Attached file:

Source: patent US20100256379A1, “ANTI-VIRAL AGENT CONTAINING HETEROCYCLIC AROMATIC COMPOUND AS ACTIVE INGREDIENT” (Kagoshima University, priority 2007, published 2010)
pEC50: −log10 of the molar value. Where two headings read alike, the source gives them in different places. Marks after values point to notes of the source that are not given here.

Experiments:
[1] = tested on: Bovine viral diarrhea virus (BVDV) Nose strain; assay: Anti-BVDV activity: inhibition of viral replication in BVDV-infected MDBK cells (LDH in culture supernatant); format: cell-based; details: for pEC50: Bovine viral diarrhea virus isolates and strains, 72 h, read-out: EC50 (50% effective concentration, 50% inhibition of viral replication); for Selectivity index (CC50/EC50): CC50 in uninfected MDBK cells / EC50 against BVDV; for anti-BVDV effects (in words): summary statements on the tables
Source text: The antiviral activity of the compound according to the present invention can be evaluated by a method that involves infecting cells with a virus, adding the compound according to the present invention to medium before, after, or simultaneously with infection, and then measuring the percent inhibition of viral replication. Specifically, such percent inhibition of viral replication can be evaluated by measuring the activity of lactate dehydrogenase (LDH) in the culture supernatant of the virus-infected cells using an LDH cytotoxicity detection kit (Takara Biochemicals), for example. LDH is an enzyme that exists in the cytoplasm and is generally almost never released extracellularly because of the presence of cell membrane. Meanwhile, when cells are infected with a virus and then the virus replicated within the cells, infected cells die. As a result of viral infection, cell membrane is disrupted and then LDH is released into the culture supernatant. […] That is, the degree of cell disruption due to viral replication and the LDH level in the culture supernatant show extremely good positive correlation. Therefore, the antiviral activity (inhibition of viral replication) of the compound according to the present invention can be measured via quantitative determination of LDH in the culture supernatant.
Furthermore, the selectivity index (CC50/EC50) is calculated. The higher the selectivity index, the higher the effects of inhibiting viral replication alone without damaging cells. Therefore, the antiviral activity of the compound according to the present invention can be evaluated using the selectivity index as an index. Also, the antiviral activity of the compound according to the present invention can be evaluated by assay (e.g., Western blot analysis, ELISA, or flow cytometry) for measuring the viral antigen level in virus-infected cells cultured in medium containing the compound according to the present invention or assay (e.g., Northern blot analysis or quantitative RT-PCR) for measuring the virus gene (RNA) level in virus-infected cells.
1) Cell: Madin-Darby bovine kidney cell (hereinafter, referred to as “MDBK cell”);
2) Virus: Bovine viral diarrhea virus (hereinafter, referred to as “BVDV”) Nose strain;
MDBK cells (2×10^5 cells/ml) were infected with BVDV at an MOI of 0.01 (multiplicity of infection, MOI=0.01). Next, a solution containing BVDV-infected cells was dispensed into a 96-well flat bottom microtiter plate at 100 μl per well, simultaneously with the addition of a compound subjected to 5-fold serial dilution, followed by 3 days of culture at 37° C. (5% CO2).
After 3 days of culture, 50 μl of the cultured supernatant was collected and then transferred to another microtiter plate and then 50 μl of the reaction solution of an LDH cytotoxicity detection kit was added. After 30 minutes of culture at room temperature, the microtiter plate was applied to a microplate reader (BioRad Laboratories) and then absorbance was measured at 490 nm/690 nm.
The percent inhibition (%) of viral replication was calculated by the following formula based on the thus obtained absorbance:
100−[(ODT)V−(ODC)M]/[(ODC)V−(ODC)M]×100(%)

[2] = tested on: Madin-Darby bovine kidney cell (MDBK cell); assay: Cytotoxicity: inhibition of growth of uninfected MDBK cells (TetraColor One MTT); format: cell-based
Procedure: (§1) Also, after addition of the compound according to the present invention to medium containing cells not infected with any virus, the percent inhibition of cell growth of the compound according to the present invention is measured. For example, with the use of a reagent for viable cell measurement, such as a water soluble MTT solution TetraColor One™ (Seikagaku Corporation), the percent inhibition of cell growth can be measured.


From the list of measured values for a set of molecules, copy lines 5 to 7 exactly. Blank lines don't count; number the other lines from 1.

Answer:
Source text: The antiviral activity of the compound according to the present invention can be evaluated by a method that involves infecting cells with a virus, adding the compound according to the present invention to medium before, after, or simultaneously with infection, and then measuring the percent inhibition of viral replication. Specifically, such percent inhibition of viral replication can be evaluated by measuring the activity of lactate dehydrogenase (LDH) in the culture supernatant of the virus-infected cells using an LDH cytotoxicity detection kit (Takara Biochemicals), for example. LDH is an enzyme that exists in the cytoplasm and is generally almost never released extracellularly because of the presence of cell membrane. Meanwhile, when cells are infected with a virus and then the virus replicated within the cells, infected cells die. As a result of viral infection, cell membrane is disrupted and then LDH is released into the culture supernatant. […] That is, the degree of cell disruption due to viral replication and the LDH level in the culture supernatant show extremely good positive correlation. Therefore, the antiviral activity (inhibition of viral replication) of the compound according to the present invention can be measured via quantitative determination of LDH in the culture supernatant.
Furthermore, the selectivity index (CC50/EC50) is calculated. The higher the selectivity index, the higher the effects of inhibiting viral replication alone without damaging cells. Therefore, the antiviral activity of the compound according to the present invention can be evaluated using the selectivity index as an index. Also, the antiviral activity of the compound according to the present invention can be evaluated by assay (e.g., Western blot analysis, ELISA, or flow cytometry) for measuring the viral antigen level in virus-infected cells cultured in medium containing the compound according to the present invention or assay (e.g., Northern blot analysis or quantitative RT-PCR) for measuring the virus gene (RNA) level in virus-infected cells.
1) Cell: Madin-Darby bovine kidney cell (hereinafter, referred to as “MDBK cell”);